OCTOBER 26, 1888–MARCH 22, 1963
Doris Stevens was born in Omaha, Nebraska, in 1888. She was a suffragist, social worker, writer, and legal advocate for women’s rights. She worked with the National American Woman Suffrage Association before joining the Congressional Union for Woman Suffrage (later the National Woman’s Party, or NWP) in 1914.
Though she organized and picketed for women’s suffrage before 1920, the bulk of Stevens’ women’s rights work came after the 19th Amendment’s passage. Stevens was especially interested in the legal status of women all over the world, and she and Alice Paul put together a report on laws regarding women’s citizenship rights in every country. The report led to the creation of the Inter-American Commission of Women, and Stevens served as the organization’s first chairman in 1928. In 1929, Stevens started studying international law at Columbia University to help further her activism. She didn’t graduate, but she did become the first woman to join the American Institute of International Law.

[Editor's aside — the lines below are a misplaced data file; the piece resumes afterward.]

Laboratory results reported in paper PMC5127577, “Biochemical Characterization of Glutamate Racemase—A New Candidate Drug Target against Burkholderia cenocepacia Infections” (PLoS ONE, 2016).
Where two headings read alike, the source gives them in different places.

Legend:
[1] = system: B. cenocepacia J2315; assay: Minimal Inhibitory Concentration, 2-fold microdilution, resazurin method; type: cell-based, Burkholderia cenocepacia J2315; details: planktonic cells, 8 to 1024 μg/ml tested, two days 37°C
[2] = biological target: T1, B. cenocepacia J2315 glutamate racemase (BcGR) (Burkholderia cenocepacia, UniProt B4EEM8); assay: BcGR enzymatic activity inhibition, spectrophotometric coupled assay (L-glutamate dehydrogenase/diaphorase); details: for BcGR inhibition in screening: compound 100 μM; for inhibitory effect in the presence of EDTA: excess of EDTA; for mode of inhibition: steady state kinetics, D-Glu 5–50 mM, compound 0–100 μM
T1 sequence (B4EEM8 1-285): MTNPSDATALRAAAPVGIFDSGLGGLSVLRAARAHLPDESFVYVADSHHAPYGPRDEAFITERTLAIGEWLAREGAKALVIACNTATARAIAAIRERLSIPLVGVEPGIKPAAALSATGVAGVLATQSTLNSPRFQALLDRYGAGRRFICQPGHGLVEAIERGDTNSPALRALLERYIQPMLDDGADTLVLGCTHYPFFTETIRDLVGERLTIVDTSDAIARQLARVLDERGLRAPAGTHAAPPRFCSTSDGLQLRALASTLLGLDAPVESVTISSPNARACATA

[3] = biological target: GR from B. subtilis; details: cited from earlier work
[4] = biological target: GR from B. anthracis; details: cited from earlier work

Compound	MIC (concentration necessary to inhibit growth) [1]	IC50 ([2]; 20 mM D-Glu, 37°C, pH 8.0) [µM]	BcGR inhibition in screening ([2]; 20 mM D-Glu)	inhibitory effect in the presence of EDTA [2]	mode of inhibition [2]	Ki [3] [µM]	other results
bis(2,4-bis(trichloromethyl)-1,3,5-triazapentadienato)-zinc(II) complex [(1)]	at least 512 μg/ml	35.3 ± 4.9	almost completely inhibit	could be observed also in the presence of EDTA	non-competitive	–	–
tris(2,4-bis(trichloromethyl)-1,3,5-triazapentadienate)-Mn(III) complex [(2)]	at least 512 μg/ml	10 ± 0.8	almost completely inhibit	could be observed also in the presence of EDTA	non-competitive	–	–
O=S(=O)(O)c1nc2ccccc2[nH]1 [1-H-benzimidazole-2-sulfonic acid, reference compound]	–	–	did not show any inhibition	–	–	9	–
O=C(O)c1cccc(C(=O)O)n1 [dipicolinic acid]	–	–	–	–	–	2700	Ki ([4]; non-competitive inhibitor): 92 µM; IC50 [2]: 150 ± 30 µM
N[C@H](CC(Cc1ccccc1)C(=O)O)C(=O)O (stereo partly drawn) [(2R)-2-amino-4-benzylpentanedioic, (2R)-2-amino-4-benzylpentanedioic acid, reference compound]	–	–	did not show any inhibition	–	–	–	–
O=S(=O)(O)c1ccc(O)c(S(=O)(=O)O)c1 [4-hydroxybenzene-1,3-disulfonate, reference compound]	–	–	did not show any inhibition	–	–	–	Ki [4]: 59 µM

In 1947, Stevens left the NWP after a falling out with Alice Paul and joined the Lucy Stone League. She spent the latter part of her career fighting for women’s studies to be recognized as a respected academic field. She died in 1963 at the age of 74.
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